The SNP-LibDem summit discussed an idea whereby a centrally imposed 3p tax could be introduced in the short-term, after which councils would be given the power to vary the charge.

There is a big difference between a standard, across-the-board increase in income tax rates and a variable increase according to local authority area, particularly in terms of implementation. Nothing is simple when it comes to the administration of a local income tax. But imagine that you are a big employer based in Edinburgh: you should be able to cope with an instruction from the Inland Revenue to deduct an extra three pence in the £ from all employees residing in Scotland, and between them the Inland Revenue and the Scottish Executive should be able to work out how this can be distributed fairly to the local authorities. On the other hand, our big employer might find it rather more difficult to deal with an instruction that those of their employees residing in Edinburgh have to pay an extra 3 pence in the £, while those who commute from Fife have to pay an extra 2.8 pence in the £ and those from East Lothian an extra 2.5 pence in the £. Indeed, our big employer might find it impossible, not least because payroll systems are simply not set up to identify the local authority areas of those on the payroll. Meanwhile, the Inland Revenue might balk at attempting to keep track of the sums due to each local authority. (Of course, you could leave all the administration to the local authorities, but the problems do not go away.)

Accordingly, a two stage approach to the introduction of a local income tax might take rather longer than one might think.

08 March 2008

Pleased with itself?

The Scotsman almost desists from boasting that it brought down an Obama aide:

A SENIOR aide to Barack Obama resigned yesterday after an interview in The Scotsman in which she described Hillary Clinton as a "monster".
Mr Obama's campaign team apologised for the comments, which have given a boost to the former first lady in the bitter fight for the Democratic nomination for the White House. Samantha Power, the Pulitzer Prize-winning author who made the remark, said: "With deep regret, I am resigning from my role as an adviser to the Obama campaign. I made inexcusable remarks that are at marked variance from my oft-stated admiration for Senator Clinton and from the spirit, tenor and purpose of the Obama campaign. And I extend my deepest apologies to Senator Clinton, Senator Obama and the remarkable team I have worked with over these long 14 months." Earlier in the day, she had apologised after the Scotsman interview was picked up by American news networks and became the top item on websites, including the Drudge Report.

04 March 2008


Well, big deal! The BBC reports:
The Highlands and Islands are to get a louder voice on a body which helps shape Scotland's economic future, First Minister Alex Salmond has said.
Mr Salmond was announcing moves to strengthen the region's representation by creating two more seats on the National Economic Forum.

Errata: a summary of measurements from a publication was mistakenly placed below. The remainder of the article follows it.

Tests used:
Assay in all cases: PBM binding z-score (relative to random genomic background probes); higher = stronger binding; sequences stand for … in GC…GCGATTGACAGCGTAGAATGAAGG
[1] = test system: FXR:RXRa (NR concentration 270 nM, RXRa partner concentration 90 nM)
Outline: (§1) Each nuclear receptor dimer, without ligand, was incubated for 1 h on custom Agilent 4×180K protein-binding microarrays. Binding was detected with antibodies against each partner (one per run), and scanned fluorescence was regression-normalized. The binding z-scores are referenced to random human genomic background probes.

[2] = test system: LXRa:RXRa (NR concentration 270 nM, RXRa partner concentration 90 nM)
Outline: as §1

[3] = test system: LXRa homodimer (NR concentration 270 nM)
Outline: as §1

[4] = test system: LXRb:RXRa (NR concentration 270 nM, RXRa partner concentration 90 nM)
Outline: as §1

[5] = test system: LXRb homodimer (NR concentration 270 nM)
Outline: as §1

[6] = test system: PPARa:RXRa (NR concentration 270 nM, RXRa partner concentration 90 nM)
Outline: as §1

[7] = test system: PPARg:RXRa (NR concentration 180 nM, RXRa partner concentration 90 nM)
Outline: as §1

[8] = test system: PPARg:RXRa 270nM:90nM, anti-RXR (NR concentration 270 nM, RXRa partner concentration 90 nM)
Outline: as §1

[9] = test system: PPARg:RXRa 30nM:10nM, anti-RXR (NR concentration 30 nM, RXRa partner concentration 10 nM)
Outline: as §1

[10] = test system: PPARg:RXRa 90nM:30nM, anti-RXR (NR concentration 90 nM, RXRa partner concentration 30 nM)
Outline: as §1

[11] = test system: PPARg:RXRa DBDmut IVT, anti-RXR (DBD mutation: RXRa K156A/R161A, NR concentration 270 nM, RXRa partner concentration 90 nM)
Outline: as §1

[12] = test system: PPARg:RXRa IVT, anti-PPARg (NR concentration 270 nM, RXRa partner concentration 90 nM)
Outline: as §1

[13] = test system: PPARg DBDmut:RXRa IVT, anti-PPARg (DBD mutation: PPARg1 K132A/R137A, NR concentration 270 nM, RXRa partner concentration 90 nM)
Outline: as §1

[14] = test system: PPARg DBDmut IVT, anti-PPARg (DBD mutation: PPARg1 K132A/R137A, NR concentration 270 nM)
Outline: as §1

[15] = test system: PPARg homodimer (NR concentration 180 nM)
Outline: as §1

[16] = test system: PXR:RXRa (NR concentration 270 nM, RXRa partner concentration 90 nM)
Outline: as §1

He announced the move when the Convention of the Highlands and Islands held its latest meeting in Shetland.

At least when Labour and the Libdems were running the show, Ministers were prepared to put their hands in their pockets and pull out some cash.

British values

Once upon a time, the Labour Party would have bitterly attacked this kind of rip-off. Now, it just stands by, meekly muttering that nothing should be done to upset its pals in the city. The Guardian reports:
Billions of pounds of private finance initiative projects approved by Gordon Brown, including the refurbished Treasury headquarters in Whitehall and the new Home Office, have been moved offshore by their City owners to avoid paying tax on their profits.
More than 50 PFI schemes have now been included in portfolios held in Channel Islands tax havens by three major PFI investment companies, HSBC Infrastructure, 3i Infrastructure and Babcock and Brown Public Partnerships.
Once the buildings have been completed, up to 90% of the ownership of the UK-registered company running the PFI is transferred to the companies which are based in the tax havens. This means that the income and profits from running the PFIs will be free of UK tax for up to 40 years, depending on the duration of the PFI.

The government should be ashamed of themselves.

03 March 2008

Quote of the day

Some welcome common sense from Jackie Ashley in The Guardian on the subject of forcing the non-doms to flee to their tax-free boltholes outside the UK:
"Actually I doubt that Britain would be worse off if the Porsche dealers, £500-a-bottle restaurants and decorators of modernist palazzos had a harder time for a while. The swaggering of the super-rich has hit the morale and self-belief of more essential people, not just at the bottom of the heap, but the public-sector professionals we rely on. They used to say nothing was certain bar death and taxes. Now you know that for one self-important group, it's no longer so. If they really want to sit bored out of their skulls in a tax haven, let them."